Bilingual Independent Study: How One California District Makes It Work
Zoe Flores, in fourth grade at Montebello Unified, shows books written in Spanish.
Zoe Flores, in fourth grade at Montebello Unified, shows books written in Spanish.
To enroll in bilingual education in most California school districts, you must attend classes in person. It’s too hard to find enough bilingual teachers and too hard to teach a new language online, most districts say.
But one district, Montebello Unified, near Los Angeles, takes up those challenges and offers bilingual classes to independent students.
This was not the district’s plan at the start of the school year. In fact, the neighborhood started the year with only online English classes. But district officials reconsidered their decision after the parents pushed back.
Zoe Flores’ family was one of those who wanted an independent double immersion study. Her parents are bilingual but speak to Zoe at home in English. Learning Spanish at school is important for Zoe’s parents, as both groups of grandparents speak more Spanish than English, and the language she learned at school has helped her. to communicate and bond with them. It was especially helpful for Zoe to be able to communicate with her maternal grandmother, who had terminal lung cancer and died in July 2020.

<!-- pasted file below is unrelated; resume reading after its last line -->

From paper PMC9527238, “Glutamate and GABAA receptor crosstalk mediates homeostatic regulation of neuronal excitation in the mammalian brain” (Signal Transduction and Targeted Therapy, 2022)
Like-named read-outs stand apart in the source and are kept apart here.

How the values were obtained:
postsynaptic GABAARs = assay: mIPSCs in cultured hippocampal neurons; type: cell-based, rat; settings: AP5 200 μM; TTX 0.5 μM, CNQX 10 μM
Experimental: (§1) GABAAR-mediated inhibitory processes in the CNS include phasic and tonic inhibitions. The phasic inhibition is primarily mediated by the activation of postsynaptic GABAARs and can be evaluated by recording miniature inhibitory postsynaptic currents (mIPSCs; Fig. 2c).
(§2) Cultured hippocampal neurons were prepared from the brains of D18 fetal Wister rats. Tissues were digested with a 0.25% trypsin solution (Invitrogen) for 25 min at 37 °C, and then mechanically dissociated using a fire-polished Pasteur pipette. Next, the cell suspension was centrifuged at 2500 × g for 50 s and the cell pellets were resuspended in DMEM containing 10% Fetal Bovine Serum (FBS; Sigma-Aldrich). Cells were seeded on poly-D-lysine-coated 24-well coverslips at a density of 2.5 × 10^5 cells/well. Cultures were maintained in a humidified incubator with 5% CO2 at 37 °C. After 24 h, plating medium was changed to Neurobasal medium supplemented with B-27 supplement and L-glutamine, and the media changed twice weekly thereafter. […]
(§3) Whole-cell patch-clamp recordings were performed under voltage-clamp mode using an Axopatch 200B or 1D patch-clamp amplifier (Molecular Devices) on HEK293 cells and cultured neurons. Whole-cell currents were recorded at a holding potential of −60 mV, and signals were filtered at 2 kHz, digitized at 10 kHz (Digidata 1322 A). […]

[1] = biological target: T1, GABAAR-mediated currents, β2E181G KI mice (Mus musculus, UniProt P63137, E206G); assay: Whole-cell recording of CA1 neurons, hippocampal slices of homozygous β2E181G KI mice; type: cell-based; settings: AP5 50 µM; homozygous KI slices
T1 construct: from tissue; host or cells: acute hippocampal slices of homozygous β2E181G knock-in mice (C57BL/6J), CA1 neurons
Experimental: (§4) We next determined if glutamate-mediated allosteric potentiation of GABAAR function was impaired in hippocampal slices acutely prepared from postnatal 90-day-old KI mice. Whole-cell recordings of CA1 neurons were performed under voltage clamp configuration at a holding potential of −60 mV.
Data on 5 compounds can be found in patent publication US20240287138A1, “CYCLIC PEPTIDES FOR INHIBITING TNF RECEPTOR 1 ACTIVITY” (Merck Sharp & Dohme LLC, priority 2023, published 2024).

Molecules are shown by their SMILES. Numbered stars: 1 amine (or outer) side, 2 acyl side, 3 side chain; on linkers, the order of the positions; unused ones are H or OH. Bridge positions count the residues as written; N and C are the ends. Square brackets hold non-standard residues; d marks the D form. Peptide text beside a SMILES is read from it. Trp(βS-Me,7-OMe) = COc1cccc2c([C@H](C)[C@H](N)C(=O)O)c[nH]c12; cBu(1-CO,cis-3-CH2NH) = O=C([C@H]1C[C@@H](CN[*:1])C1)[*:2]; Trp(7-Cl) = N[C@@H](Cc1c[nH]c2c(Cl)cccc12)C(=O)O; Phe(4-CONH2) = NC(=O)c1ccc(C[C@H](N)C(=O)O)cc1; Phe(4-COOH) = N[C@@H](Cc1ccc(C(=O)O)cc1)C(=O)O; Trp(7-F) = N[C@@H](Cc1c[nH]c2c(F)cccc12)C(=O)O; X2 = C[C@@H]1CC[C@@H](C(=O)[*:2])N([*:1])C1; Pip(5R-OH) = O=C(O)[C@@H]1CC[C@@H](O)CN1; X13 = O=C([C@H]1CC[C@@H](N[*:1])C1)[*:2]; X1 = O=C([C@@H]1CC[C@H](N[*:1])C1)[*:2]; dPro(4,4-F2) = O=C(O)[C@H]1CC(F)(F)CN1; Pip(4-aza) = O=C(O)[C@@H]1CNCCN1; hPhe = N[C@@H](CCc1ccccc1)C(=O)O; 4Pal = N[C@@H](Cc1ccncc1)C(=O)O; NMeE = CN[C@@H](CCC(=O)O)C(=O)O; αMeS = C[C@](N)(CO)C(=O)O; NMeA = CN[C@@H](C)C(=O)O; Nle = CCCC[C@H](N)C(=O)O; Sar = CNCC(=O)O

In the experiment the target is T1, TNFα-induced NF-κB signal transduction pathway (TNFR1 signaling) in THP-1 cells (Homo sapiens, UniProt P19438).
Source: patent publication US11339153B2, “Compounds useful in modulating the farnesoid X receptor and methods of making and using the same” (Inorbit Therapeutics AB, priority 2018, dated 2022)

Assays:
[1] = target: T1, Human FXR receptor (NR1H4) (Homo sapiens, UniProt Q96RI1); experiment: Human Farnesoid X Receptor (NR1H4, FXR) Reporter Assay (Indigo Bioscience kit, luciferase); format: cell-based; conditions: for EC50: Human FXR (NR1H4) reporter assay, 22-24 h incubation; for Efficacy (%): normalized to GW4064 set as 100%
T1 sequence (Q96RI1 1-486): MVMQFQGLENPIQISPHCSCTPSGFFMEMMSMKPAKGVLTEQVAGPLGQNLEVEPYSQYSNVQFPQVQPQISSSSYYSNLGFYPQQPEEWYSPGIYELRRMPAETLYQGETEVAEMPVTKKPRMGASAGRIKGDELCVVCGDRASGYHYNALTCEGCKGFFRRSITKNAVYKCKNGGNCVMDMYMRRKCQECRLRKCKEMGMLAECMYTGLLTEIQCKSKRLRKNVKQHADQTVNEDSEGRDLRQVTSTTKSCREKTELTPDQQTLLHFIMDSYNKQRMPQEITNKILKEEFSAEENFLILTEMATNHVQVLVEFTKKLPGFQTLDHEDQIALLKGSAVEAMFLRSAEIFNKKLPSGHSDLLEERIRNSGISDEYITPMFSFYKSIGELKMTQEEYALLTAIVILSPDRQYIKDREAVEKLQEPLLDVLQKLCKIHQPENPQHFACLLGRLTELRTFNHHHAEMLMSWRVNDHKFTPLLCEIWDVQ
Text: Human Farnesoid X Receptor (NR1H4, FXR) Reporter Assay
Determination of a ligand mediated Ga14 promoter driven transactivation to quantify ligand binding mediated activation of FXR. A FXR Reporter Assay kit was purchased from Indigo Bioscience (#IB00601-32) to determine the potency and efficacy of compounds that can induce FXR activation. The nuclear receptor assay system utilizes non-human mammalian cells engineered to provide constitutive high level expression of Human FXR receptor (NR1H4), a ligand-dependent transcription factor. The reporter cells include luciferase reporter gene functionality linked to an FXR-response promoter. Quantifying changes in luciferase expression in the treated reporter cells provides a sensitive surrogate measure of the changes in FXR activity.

âI am so blessed that Zoe is able to double online and bond with her grandmother,â said her mother, Rebecca Flores. âHer cousins ââspeak sort of Spanish, but with Zoe being in double immersion, she knows the language. It definitely tied them together, and it’s just beautiful to see.
Flores’ parents were planning to send her to school in person this year, but seeing Covid-19 cases increase, they panicked. Zoe, 9, suffers from asthma. After consulting with her pediatrician, Zoe’s parents decided to enroll her in an independent study due to the risk of her contracting Covid-19 at school.
âAs parents it was very difficult for us because we really wanted her to be back in person, but the numbers kept pouring in, so we said we couldn’t,â said Flores.
During the first two weeks of August, Zoe had classes only in English for the first time since kindergarten. Fearing that her daughter might lose some of her Spanish skills, Flores pushed the district to offer their double immersion program online. Many other parents too.
“They thought that because the kids had been enrolled in double immersion for many years, having a year of English, they thought it would put their students back in learning the language,” said Kaivan Yuen, deputy superintendent of services. education in unified Montebello.
In response, Montebello Unified has decided to offer a few independent study courses in double immersion to accommodate students who request them. Since the number of students choosing the independent study was small, the district combined the scores. Currently, there are 59 students enrolled in double immersion independent studies in the district, with three teachers. By comparison, 934 students are enrolled in double immersion in person.
âThe teachers are very grateful to have this program. Parents don’t have to worry about their kids missing a year, âYuen said.